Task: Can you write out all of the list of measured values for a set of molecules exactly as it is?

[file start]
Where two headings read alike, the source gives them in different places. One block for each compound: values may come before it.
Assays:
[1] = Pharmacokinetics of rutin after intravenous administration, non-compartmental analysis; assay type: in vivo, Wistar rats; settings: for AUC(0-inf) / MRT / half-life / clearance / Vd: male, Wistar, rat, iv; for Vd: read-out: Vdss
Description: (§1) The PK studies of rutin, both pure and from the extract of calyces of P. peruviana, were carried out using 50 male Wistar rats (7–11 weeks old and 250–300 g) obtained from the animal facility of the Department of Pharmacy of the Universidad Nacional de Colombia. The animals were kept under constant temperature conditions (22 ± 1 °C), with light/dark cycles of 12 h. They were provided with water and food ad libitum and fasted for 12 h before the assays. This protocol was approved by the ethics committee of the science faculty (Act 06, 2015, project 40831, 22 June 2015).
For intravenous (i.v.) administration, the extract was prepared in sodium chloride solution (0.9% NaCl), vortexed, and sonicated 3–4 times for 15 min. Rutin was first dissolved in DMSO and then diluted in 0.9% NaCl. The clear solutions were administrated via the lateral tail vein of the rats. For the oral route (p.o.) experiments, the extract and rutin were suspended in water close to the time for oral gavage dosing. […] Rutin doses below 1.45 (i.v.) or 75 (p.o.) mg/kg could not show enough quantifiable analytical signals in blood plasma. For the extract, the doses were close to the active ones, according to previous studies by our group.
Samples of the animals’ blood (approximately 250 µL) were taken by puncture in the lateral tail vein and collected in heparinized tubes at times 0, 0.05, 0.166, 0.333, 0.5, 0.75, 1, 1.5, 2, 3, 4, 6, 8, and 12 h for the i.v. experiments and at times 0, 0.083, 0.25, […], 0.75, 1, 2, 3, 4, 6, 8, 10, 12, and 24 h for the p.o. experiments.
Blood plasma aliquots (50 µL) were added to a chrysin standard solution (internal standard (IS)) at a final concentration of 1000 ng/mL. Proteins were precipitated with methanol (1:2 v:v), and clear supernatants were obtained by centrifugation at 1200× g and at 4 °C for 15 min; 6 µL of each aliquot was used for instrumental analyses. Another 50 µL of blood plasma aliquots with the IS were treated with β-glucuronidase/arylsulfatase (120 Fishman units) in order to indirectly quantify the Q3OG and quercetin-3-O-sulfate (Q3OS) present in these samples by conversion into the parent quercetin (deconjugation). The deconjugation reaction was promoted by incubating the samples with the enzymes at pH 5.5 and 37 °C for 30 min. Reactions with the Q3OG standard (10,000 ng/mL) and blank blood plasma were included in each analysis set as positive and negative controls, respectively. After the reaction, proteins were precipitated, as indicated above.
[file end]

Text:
Where two headings read alike, the source gives them in different places. One block for each compound: values may come before it.
Assays:
[1] = Pharmacokinetics of rutin after intravenous administration, non-compartmental analysis; assay type: in vivo, Wistar rats; settings: for AUC(0-inf) / MRT / half-life / clearance / Vd: male, Wistar, rat, iv; for Vd: read-out: Vdss
Description: (§1) The PK studies of rutin, both pure and from the extract of calyces of P. peruviana, were carried out using 50 male Wistar rats (7–11 weeks old and 250–300 g) obtained from the animal facility of the Department of Pharmacy of the Universidad Nacional de Colombia. The animals were kept under constant temperature conditions (22 ± 1 °C), with light/dark cycles of 12 h. They were provided with water and food ad libitum and fasted for 12 h before the assays. This protocol was approved by the ethics committee of the science faculty (Act 06, 2015, project 40831, 22 June 2015).
For intravenous (i.v.) administration, the extract was prepared in sodium chloride solution (0.9% NaCl), vortexed, and sonicated 3–4 times for 15 min. Rutin was first dissolved in DMSO and then diluted in 0.9% NaCl. The clear solutions were administrated via the lateral tail vein of the rats. For the oral route (p.o.) experiments, the extract and rutin were suspended in water close to the time for oral gavage dosing. […] Rutin doses below 1.45 (i.v.) or 75 (p.o.) mg/kg could not show enough quantifiable analytical signals in blood plasma. For the extract, the doses were close to the active ones, according to previous studies by our group.
Samples of the animals’ blood (approximately 250 µL) were taken by puncture in the lateral tail vein and collected in heparinized tubes at times 0, 0.05, 0.166, 0.333, 0.5, 0.75, 1, 1.5, 2, 3, 4, 6, 8, and 12 h for the i.v. experiments and at times 0, 0.083, 0.25, […], 0.75, 1, 2, 3, 4, 6, 8, 10, 12, and 24 h for the p.o. experiments.
Blood plasma aliquots (50 µL) were added to a chrysin standard solution (internal standard (IS)) at a final concentration of 1000 ng/mL. Proteins were precipitated with methanol (1:2 v:v), and clear supernatants were obtained by centrifugation at 1200× g and at 4 °C for 15 min; 6 µL of each aliquot was used for instrumental analyses. Another 50 µL of blood plasma aliquots with the IS were treated with β-glucuronidase/arylsulfatase (120 Fishman units) in order to indirectly quantify the Q3OG and quercetin-3-O-sulfate (Q3OS) present in these samples by conversion into the parent quercetin (deconjugation). The deconjugation reaction was promoted by incubating the samples with the enzymes at pH 5.5 and 37 °C for 30 min. Reactions with the Q3OG standard (10,000 ng/mL) and blank blood plasma were included in each analysis set as positive and negative controls, respectively. After the reaction, proteins were precipitated, as indicated above.